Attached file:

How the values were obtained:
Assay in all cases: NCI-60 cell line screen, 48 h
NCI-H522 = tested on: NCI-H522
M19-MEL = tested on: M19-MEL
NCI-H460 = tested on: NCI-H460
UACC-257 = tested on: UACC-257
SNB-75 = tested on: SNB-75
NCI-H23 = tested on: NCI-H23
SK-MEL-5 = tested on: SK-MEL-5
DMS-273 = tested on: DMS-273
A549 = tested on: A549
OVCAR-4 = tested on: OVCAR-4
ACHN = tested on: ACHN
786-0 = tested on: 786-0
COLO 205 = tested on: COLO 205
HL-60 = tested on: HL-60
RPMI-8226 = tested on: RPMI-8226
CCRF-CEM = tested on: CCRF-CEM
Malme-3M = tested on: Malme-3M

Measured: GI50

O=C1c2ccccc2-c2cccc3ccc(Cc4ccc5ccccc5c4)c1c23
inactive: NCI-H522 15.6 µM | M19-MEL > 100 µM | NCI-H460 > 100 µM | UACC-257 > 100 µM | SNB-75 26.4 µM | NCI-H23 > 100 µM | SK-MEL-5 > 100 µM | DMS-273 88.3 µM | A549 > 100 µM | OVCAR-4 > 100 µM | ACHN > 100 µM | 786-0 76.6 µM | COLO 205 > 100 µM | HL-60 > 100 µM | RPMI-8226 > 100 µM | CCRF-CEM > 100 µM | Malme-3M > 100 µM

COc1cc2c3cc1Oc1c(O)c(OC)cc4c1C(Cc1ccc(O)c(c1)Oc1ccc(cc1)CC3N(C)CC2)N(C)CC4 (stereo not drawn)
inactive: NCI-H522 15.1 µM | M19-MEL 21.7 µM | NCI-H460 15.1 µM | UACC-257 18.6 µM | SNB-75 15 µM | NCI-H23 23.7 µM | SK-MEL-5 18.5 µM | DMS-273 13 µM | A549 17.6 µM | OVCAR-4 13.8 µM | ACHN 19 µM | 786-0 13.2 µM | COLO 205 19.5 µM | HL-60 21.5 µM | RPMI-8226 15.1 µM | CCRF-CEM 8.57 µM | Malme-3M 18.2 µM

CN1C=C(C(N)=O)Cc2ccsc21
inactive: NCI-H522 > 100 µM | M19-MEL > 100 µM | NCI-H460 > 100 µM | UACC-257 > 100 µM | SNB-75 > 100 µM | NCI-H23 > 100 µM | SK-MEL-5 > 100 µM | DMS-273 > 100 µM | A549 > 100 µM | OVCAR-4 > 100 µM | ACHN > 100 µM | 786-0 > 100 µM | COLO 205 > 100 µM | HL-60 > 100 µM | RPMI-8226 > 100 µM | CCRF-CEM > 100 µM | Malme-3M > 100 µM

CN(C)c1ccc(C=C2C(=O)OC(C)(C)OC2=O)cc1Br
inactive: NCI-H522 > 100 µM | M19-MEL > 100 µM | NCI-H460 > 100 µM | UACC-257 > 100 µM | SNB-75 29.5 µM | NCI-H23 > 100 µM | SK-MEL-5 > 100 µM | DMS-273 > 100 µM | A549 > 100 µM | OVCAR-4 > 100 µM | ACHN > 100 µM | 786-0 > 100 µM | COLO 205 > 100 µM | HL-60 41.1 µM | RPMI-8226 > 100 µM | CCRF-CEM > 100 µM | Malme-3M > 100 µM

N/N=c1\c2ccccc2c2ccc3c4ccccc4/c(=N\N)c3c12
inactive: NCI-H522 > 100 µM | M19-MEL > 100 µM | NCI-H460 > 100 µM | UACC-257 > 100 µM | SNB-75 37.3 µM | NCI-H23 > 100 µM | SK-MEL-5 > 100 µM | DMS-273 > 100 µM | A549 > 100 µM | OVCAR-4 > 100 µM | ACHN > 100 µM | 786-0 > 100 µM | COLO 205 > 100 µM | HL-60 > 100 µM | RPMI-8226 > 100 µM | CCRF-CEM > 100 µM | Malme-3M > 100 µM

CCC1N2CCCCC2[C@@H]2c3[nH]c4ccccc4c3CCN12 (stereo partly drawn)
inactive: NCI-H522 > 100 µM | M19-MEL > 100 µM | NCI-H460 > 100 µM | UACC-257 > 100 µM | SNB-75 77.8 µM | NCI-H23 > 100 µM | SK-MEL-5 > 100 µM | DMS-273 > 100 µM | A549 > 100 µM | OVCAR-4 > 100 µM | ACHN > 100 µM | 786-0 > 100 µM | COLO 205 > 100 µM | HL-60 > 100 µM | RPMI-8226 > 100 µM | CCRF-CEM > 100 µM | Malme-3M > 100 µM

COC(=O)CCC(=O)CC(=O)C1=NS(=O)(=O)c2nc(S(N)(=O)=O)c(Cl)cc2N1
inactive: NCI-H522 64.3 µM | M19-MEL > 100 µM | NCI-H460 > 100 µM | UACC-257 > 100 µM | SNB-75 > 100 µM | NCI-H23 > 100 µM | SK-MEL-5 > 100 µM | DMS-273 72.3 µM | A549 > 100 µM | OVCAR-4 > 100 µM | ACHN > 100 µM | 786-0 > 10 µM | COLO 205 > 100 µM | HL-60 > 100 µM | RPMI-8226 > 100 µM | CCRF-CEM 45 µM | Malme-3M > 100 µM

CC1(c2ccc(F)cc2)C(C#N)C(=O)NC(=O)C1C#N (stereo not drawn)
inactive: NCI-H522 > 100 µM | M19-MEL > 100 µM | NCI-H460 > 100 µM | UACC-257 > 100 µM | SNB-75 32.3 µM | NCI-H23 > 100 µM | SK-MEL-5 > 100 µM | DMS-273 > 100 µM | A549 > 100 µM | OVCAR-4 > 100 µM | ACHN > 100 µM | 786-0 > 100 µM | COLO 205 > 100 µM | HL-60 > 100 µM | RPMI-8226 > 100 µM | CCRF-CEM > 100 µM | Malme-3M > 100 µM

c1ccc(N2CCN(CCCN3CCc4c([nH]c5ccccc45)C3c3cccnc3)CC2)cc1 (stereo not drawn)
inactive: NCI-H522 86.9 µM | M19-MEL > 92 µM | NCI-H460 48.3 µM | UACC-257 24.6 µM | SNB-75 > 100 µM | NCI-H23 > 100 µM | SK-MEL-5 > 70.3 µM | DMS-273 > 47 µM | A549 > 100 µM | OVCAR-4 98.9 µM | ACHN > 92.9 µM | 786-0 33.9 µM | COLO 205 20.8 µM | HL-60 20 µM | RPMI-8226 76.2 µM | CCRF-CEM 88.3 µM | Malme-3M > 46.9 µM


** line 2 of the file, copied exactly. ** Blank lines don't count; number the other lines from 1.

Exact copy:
Assay in all cases: NCI-60 cell line screen, 48 h